They used data from the 2019 Monitoring Survey of Innovative Behaviour, a constituent module of the nationwide RLMS-HSE. The researchers reviewed the responses of more than 4,100 Russians aged 18 to 65, currently employed by various enterprises and organisations.

What did they find?

They found that only 6.3% of all employees of Russian companies ever proposed new ideas to management. Among those who did, 80% tapped into their own work experience, and one in four relied on that of their colleagues and work teams.

In most cases (77%), innovators proposed improvements to internal processes, such as ways to lower production costs or to enhance current systems of distribution, management, and employee incentives and remuneration. 

Employee proposals for new products or services were far less common (18%), although more likely to be implemented.

Workplace innovations and their implementation (%, 2019)

Institutional, or ex-officio innovators have their proposals implemented in almost 60% of cases, or twice as often as volunteer innovators who only see about one-third of their ideas to be put into practice. 

The researchers found certain patterns in the distribution of innovators by industry and type of activity. Institutional innovators are rare in agriculture and especially in law enforcement, at 1.1% and 0.4%, respectively, and much more common at 6% in the spheres of science and culture.

Institutional innovators (% of all employees in the respective sector, 2019)

Volunteer innovators in law enforcement are more numerous at 3.2%, but far fewer in agriculture at 0.5%. Something that may seem surprising is that few employees propose innovative ideas in education (2.4%) and healthcare (3%). Once again, science and culture top the list with 8.2% of volunteer innovators, followed by 4.2% in light industry.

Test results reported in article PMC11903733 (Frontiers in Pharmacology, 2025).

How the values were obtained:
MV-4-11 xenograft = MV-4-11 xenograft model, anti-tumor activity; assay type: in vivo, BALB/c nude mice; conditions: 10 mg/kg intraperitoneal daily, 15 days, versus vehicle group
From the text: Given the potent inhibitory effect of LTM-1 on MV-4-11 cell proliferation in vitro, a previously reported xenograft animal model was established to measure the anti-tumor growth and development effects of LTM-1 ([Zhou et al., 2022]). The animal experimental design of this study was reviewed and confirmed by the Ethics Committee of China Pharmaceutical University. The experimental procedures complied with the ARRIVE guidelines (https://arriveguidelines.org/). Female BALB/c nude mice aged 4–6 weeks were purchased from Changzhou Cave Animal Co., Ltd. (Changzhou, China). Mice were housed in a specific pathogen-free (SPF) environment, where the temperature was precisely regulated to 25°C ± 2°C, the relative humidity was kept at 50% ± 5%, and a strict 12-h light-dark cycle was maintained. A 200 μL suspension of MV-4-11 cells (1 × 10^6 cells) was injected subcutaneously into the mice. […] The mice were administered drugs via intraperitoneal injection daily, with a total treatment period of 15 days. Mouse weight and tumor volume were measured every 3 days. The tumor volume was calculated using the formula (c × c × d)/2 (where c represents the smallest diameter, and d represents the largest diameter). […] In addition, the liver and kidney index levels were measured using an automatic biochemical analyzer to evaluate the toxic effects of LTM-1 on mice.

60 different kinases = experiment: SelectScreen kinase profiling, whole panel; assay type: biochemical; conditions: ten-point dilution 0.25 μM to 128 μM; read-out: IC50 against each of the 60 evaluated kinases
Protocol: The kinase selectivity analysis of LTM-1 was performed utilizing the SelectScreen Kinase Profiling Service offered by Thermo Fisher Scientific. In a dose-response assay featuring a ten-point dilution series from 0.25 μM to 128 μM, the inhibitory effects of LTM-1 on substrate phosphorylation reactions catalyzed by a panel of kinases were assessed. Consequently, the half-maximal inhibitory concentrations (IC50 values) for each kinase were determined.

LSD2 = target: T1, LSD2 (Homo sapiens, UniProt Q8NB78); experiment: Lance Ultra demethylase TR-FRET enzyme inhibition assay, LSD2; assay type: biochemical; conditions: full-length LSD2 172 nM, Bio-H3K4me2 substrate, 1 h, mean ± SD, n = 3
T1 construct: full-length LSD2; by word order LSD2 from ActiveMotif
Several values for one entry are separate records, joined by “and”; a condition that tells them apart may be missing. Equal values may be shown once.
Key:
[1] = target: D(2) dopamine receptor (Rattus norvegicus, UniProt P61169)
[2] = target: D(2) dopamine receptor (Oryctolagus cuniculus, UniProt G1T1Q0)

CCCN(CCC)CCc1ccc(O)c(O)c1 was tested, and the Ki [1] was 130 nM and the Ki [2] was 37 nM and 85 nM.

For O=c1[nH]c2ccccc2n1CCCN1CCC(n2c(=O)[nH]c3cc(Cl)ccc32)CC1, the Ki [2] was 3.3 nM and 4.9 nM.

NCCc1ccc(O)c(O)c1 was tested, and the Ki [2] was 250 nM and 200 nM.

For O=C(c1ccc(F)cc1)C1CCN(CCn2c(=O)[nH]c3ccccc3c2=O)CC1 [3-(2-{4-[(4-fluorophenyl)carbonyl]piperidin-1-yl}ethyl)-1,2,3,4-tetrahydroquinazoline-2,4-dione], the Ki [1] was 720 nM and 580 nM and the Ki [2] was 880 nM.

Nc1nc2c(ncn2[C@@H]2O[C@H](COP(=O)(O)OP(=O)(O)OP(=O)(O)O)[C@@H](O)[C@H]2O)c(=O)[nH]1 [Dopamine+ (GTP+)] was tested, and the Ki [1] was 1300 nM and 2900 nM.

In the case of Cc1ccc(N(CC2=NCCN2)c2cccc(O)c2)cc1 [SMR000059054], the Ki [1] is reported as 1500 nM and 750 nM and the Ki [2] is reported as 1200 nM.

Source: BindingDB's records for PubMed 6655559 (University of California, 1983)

Volunteer innovators (% of all employees in the respective sector, 2019)

Why should we care?

Right now, during the COVID-19 pandemic, services such as healthcare and law enforcement find themselves operating in unprecedented conditions which require adaptation, flexibility and the ability to learn things on the go. In this situation, frontline initiative is particularly valuable, such as the evolving best practices in response to COVID-19 and their replication in healthcare settings across the country. The fact that healthcare workers tend to avoid initiating change may hinder the uptake of effective treatment protocols and promising experimental methods. 

Law enforcement agencies are facing a similar situation. Crowds waiting outside metro stations for the police to manually check their permits to use public transport amidst the lockdown in Moscow was a notorious example of an old system failing to adapt to new challenges. Perhaps the main reason why it happened was the lack of institutional innovators who should have been responsible for managing change.

Although management practices which enable workplace innovation and creativity are increasingly important today, the study reveals that relatively few employers in Russia have systems in place to collect innovative ideas or encourage 'employee self-organising for creative problem-solving'.

Just one in five respondents mentioned that their company had people responsible for innovation management, and one in six reported that employee innovation was encouraged, with financial incentives available for innovators. Nonetheless, according to more than half of the respondents (55%), they felt free to propose innovative ideas to their teams and company management (47%).
IQ

 

Study authors:
Alena Nefedova, Senior Research Fellow, Laboratory for Economics of Innovation, HSE Institute for Statistical Studies and Economics of Knowledge
Marina Chernysheva, Senior Lecturer, HSE Faculty of Social Sciences